for i in *; do file $i | grep -q ELF || continue; readelf -d $i | grep -q RPATH || echo $i; done

Check if the files in current directory has the RPATH variable defined

Using gentoo prefix portage I got in a situation where some packages did not contain the needed RPATH variable. This command helped me to find out which ones I should recompile
Sample Output

By: keymon
2011-08-16 17:37:23

These Might Interest You

  • Set a bookmark as normal shell variable p=/cumbersome/path/to/project To go there to p This saves one "$" and is faster to type ;-) The variable is still useful as such: vim $p/<TAB> will expand the variable (at least in bash) and show a list of files to edit. If setting the bookmarks is too much typing you could add another function bm() { eval $1=$(pwd); } then bookmark the current directory with bm p

    to() { eval dir=\$$1; cd "$dir"; }
    hfs · 2010-10-15 13:40:35 3
  • Uses the PHP binary to check the syntax of all .php files in or below the current working directory. Really handy for doing that last minute check before you commit code to the repository. Show Sample Output

    find . -name "*.php" -exec php -l {} \; | sed -e "/^No syntax/d"
    TomNomNom · 2009-02-10 09:14:25 0
  • You could do the following, however, brace expansion with {} is not defined in POSIX, and therefore not guaranteed to work in all shells. But, if it does, it's more convenient (although it's certainly not less typing): cp -r {*,.??*} /dest Sometimes there are times when I need to cp(1), mv(1) or rm(1) files recursively, but don't want to traverse the previous directory by following ../../../../ etc out of the current directory. This command prevents that. The secret sauce is ".??*". The file globbing ensures that it must start with a dot, and be followed by at least two characters. So, three characters must exist in the filename, which eliminates "." and "..".

    cp -r * .??* /dest
    atoponce · 2011-12-16 23:41:03 6
  • Here is how to replicate the directory structure in the current directory to a destination directory (given by the variable DESTDIR), without copying the files.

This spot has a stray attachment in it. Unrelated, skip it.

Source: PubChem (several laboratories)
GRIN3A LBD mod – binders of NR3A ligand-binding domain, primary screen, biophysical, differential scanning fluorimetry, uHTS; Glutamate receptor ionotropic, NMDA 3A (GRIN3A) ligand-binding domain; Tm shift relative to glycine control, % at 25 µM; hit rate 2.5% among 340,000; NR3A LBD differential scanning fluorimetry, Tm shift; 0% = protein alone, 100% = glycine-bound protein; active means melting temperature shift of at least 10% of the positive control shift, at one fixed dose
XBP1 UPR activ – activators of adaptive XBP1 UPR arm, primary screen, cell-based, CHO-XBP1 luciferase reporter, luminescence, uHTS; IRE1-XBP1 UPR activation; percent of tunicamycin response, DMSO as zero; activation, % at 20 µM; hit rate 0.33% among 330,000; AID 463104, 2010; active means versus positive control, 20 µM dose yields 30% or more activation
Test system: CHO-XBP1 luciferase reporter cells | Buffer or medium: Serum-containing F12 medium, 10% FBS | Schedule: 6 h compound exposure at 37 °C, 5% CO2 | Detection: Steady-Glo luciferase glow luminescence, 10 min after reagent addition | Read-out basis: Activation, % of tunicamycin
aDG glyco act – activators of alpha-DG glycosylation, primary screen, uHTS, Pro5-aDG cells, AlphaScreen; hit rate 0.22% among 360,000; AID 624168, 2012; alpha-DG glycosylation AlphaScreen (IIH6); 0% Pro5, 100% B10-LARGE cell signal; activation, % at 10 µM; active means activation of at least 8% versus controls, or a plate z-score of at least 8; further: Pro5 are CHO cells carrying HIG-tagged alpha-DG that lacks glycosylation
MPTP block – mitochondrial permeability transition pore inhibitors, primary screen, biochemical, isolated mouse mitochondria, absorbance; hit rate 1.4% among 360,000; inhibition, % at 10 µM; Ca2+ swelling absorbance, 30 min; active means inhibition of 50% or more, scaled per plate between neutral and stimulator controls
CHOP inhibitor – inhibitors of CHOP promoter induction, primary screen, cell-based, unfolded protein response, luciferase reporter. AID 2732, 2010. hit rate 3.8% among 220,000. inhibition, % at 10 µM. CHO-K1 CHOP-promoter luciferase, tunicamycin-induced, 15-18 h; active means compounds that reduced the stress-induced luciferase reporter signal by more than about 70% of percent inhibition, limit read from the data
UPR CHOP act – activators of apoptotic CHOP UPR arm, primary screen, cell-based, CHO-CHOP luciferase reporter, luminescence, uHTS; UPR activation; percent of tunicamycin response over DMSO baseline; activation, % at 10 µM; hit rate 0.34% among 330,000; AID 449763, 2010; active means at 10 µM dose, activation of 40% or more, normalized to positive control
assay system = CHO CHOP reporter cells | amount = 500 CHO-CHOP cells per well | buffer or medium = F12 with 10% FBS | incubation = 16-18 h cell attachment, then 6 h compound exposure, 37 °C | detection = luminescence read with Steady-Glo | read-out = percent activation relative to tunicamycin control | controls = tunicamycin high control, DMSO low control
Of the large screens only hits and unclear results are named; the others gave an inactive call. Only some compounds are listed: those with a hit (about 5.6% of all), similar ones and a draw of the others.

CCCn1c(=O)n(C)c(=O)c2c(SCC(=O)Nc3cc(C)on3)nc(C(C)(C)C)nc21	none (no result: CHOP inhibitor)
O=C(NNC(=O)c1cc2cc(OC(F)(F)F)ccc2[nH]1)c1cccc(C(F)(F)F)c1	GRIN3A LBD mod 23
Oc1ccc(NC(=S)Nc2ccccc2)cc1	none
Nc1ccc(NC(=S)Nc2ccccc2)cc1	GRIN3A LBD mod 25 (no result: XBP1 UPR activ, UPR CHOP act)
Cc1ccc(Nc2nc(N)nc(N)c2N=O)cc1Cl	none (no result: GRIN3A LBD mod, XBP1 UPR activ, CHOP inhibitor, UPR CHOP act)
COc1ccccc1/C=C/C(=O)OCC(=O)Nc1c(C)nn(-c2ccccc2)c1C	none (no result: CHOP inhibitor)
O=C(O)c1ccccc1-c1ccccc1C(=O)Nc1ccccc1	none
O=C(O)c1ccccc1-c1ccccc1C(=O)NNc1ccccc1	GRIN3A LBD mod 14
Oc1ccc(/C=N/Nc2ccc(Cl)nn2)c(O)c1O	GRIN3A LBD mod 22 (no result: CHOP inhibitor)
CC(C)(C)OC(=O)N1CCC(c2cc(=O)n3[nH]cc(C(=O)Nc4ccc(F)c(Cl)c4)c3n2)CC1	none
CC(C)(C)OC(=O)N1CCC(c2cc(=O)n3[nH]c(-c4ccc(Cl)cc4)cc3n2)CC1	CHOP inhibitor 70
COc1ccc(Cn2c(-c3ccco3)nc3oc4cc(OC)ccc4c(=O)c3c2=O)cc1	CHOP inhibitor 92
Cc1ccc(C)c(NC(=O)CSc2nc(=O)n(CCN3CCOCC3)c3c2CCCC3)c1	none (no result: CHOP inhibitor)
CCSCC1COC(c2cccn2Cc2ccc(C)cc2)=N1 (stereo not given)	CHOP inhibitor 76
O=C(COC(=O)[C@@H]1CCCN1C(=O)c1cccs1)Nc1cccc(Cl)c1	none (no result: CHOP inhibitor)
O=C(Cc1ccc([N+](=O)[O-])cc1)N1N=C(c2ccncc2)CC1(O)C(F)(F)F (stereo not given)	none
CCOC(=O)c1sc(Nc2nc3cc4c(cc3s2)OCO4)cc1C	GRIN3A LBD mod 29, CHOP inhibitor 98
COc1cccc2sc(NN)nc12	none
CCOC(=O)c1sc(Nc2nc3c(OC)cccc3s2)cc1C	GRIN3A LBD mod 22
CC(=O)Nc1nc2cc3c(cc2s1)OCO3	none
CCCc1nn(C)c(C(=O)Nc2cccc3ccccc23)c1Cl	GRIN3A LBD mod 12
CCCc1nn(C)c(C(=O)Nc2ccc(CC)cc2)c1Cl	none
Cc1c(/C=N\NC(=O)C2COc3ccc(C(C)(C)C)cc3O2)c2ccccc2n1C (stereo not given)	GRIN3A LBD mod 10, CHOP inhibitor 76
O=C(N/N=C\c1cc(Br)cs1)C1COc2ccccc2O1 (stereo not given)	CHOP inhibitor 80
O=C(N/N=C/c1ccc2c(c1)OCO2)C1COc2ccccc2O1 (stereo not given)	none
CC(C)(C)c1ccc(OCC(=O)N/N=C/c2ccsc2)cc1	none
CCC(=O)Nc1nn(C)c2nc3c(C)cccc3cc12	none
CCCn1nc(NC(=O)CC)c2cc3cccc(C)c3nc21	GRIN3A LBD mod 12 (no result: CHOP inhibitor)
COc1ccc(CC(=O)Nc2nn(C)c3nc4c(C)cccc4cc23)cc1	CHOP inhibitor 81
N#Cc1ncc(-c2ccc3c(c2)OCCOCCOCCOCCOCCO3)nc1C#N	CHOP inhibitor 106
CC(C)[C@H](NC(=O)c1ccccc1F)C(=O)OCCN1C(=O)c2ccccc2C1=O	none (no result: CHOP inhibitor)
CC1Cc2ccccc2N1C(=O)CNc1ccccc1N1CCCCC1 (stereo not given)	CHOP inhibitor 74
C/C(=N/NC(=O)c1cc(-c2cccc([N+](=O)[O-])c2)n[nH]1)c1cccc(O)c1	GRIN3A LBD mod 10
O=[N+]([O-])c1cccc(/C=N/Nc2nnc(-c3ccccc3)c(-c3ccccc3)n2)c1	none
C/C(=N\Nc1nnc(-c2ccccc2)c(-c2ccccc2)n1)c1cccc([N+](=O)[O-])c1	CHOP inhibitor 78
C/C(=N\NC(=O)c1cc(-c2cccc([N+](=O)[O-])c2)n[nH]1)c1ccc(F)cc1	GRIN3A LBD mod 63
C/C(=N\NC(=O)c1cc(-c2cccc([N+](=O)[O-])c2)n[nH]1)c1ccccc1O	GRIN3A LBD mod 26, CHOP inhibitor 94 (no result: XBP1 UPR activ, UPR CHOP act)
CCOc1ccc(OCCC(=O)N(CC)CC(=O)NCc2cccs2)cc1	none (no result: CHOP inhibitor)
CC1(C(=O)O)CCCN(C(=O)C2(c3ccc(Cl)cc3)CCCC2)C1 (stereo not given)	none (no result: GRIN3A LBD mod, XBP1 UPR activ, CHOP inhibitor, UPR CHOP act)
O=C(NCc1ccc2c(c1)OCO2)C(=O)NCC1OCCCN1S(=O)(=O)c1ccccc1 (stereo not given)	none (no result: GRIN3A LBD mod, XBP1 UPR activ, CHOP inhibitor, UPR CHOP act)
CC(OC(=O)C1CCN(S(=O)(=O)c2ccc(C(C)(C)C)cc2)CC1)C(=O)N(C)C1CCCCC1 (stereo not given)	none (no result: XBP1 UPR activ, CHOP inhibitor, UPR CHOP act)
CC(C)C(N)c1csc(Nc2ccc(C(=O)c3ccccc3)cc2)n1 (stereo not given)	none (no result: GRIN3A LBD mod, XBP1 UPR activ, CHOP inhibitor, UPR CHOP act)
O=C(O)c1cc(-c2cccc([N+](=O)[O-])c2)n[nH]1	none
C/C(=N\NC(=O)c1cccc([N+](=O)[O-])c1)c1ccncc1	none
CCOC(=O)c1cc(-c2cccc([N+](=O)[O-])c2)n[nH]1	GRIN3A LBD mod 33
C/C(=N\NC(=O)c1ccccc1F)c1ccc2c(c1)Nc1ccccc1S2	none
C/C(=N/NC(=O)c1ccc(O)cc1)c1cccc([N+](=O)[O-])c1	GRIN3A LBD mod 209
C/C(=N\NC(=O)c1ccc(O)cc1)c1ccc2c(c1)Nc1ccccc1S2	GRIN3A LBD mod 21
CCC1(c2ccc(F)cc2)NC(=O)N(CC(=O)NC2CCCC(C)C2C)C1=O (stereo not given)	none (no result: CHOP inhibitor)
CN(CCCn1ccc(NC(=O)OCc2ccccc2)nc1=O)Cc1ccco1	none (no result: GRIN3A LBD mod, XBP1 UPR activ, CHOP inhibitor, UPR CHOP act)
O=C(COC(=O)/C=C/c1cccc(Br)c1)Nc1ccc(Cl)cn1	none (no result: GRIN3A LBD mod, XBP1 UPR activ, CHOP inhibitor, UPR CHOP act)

find . -type d -print0 | (cd $DESTDIR; xargs -0 mkdir)
    rocketraman · 2010-11-18 09:33:51 0
  • I use this on Debian to rename files that exist in directories but do not have the year in the file name. The directory has the year but the files inside don't. How I explain how this runs: The dir variable grabs the name of the folder. Using rename, substitute the name of the first file and remove the extension, then rename it to the directory name. To test this before you run it, change -v to -vn. Show Sample Output

    dir=${PWD##*/}; rename "s/`ls -b1 | head -n1 | sed 's/.\{4\}$//'`/$dir/" -v *
    codycook · 2014-07-08 03:20:04 0
  • fcd : file change directory A bash function that takes a fully qualified file path and cd's into the directory where it lives. Useful on the commadline when you have a file name in a variable and you'd like to cd to the directory to RCS check it in or look at other files associated with it. Will run on any ksh, bash, likely sh, maybe zsh. Show Sample Output

    function fcd () { [ -f $1 ] && { cd $(dirname $1); } || { cd $1 ; } pwd }
    relay · 2009-09-03 18:58:13 0

What do you think?

Any thoughts on this command? Does it work on your machine? Can you do the same thing with only 14 characters?

You must be signed in to comment.

What's this? is the place to record those command-line gems that you return to again and again. That way others can gain from your CLI wisdom and you from theirs too. All commands can be commented on, discussed and voted up or down.

Share Your Commands

Stay in the loop…

Follow the Tweets.

Every new command is wrapped in a tweet and posted to Twitter. Following the stream is a great way of staying abreast of the latest commands. For the more discerning, there are Twitter accounts for commands that get a minimum of 3 and 10 votes - that way only the great commands get tweeted.


Subscribe to the feeds.

Use your favourite RSS aggregator to stay in touch with the latest commands. There are feeds mirroring the 3 Twitter streams as well as for virtually every other subset (users, tags, functions,…):

Subscribe to the feed for: